Shabbat Pesaḥ - 2016 - 5776
Post date: Apr 21, 2016 3:06:07 PM
“I refuse to join any club that would have me as a member.” -Groucho Marx
This week’s parsha (Torah portion) is taken primarily from Shemot (Exodus), recounting the end of the story of the Exodus from Egypt. The maftir comes from Bamidbar (Numbers), describing the observance of Pesaḥ. The haftarah (additional reading) for Ḥag Pesaḥ is the fifth chapter of the Book of Joshua, which discusses the circumcision of the Israelites who have been wandering in the desert. We are told that, while all the Israelites who originally came out of Egypt had been circumcised, none of the Israelites born in the desert were so.
There is an interesting dynamic explained – God clearly explains that all of those who came out of the land of Egypt ”Lo shamu b’kol adonai” – they did not listen to the voice of God, and therefore were not permitted to enter the land of Canaan. Specifically, the transgression that the old generation had committed was that they felt themselves inferior and unworthy (Numbers 13:33).
So the Israelites who left Egypt – presumably the only home they knew – wandered in the desert for many years but were openly and publicly denied entry into the Promised Land. However, these men were circumcised – they were signatories in blood, if you will, to the covenant. By the end of 40 years, their children have become strong and fiercely independent. We have achieved a sense of worthiness that God wants us to own, and so before conquering the Promised Land, God wants us to “join the club” - to sign the contract.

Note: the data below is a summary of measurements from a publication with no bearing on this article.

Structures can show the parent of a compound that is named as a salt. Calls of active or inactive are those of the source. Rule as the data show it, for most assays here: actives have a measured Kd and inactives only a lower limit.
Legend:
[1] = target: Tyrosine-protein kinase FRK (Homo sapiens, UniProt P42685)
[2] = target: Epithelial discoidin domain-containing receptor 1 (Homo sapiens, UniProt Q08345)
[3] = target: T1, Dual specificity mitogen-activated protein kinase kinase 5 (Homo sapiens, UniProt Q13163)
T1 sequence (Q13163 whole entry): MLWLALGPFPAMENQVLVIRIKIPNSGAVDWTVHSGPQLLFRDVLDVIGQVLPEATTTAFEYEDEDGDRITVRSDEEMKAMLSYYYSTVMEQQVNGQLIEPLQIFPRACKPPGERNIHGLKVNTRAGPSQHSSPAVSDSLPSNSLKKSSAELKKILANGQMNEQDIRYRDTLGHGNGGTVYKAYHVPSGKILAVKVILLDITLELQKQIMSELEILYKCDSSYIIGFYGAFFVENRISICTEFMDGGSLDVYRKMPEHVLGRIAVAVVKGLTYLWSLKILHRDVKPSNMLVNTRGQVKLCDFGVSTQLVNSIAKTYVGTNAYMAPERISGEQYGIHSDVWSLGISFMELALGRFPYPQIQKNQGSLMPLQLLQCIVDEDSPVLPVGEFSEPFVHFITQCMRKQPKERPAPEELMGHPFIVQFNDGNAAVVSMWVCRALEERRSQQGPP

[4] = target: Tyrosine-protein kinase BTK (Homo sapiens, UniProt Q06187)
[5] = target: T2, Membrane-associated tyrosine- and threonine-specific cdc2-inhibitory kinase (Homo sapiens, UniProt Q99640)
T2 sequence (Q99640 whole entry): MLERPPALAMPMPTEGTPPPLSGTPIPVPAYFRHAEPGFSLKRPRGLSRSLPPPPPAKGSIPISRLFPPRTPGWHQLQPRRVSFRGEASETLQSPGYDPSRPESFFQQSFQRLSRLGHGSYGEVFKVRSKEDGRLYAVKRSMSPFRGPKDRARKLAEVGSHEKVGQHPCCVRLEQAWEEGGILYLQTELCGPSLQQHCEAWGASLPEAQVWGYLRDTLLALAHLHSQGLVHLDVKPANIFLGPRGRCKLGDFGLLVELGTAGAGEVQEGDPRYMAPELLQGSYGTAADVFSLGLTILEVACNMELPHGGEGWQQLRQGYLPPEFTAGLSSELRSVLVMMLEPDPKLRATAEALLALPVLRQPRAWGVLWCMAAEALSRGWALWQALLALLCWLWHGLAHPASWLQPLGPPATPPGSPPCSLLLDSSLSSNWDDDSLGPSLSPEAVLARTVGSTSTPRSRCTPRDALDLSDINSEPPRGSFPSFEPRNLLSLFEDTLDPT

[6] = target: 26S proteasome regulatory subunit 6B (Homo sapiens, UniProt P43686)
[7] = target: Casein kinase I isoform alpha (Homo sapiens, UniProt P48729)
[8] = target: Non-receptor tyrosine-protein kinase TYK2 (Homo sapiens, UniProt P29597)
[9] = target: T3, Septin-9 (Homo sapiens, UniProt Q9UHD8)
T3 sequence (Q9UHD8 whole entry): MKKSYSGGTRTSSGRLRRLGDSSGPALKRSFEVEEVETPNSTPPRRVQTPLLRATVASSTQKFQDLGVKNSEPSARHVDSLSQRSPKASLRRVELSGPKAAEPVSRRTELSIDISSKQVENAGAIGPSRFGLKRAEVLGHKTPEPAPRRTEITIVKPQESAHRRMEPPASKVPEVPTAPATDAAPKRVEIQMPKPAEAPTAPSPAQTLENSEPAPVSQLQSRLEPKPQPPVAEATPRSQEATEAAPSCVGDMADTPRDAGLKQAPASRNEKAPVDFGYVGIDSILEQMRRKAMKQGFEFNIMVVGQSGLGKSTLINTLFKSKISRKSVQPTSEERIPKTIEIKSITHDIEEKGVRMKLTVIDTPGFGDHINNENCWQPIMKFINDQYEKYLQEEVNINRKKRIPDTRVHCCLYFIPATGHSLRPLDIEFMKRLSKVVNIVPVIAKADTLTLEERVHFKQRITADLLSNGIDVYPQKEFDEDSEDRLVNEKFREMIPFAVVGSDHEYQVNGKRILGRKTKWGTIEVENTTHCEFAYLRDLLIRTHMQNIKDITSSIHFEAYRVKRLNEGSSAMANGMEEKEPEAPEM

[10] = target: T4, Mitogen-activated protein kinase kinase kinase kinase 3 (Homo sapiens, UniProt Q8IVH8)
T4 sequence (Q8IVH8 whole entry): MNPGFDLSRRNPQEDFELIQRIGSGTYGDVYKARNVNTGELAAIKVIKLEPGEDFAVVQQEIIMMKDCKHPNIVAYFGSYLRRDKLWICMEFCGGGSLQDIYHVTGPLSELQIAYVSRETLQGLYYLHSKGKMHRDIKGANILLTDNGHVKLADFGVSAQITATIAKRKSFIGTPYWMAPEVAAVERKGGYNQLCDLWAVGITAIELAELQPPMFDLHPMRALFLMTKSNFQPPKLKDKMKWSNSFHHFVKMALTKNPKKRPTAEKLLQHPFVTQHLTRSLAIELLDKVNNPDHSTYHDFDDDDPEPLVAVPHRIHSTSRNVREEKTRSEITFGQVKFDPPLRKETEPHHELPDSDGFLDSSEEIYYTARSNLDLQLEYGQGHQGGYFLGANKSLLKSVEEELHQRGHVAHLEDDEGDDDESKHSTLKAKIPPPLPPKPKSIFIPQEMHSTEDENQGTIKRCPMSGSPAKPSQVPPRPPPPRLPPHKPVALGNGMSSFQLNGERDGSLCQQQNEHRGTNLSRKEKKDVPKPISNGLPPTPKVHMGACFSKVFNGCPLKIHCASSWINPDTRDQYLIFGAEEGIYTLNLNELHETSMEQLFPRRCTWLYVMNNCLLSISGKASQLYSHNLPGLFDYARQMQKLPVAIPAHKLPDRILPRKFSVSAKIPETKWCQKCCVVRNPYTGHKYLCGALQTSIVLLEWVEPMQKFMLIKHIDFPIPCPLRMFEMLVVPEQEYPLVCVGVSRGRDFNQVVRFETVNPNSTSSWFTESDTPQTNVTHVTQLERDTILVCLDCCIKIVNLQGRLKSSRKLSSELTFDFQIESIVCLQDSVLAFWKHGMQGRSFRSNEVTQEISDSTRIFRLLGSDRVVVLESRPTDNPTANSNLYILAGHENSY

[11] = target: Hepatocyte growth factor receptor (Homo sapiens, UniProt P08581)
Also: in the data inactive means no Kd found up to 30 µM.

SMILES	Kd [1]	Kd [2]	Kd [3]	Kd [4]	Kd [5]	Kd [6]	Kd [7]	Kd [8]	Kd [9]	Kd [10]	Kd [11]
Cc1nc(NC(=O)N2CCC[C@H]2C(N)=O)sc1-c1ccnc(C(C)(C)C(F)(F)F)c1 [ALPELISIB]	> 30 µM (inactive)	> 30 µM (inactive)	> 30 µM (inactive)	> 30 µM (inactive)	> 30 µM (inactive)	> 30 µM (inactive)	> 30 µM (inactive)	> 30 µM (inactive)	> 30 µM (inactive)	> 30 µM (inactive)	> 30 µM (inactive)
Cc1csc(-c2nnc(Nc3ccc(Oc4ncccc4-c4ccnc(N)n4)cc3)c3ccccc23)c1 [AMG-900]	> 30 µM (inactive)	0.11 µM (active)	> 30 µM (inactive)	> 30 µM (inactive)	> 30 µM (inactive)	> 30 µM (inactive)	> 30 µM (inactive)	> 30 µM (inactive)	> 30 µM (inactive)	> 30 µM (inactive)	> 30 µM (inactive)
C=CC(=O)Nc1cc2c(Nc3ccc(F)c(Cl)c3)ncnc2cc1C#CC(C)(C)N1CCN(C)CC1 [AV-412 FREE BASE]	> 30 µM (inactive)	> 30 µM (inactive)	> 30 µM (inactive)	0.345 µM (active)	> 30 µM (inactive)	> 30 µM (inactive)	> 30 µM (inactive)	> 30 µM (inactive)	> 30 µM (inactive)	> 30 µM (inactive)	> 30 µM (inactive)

There is another interesting textual connection between the haftarah and the genesis of the Israelite nation in Egypt. At the end of chapter 5, Joshua meets the Captain of the Host of the Lord. This Captain is holding a sword, prompting Joshua to ask if he is an enemy. When he tells Joshua who he is, Joshua falls to the ground and prostrates himself. The Captain of the Host of the Lord then tells Joshua to take off his shoes, because the ground he is standing on is holy. Recalling back to Exodus 3:5, this is the same thing God told Moses, when Moses stood in front of the burning bush. Both prior to when Moses steps up to his role as leader of Am Yisrael, the Nation of Israel, and prior to the Israelites stepping up to the role of becoming an independent country, we see the same narrative.
Both the passuk in Shemot and the passuk in Joshua beg the question of why God (or, God’s angel) must explicitly tell Moses and Joshua what to do when they are standing on holy ground. Do they not know already? Plenty of our forefathers encounter God or God’s angels and need no instruction – Abraham has three strangers come to his tent and washes their feet and gives them food and water, Jacob encounters the angel and wrestles with him until dawn. Why in these encounters does God (or God’s angel) so clearly direct Moses and Joshua what they should do?
I think here we are seeing the formation of a reciprocal relationship between God and the people Israel – a relationship where both parties care deeply about and give of themselves to the other. This is the kind of relationship described in Jewish mysticism as being partners with God in creation.
Look for a moment at this act that comes both at the beginning and at the end of this formative process. A leader of the Israelite people removes his shoes in the presence of God. This is an incredibly concrete, behavioral act. It is not a spiritual act of prayer, but rather a humbling act of altering something related to one’s own physical body. It certainly makes sense – taking off one’s shoes on holy ground. But, again, why does God have to ask so explicitly for it to be done?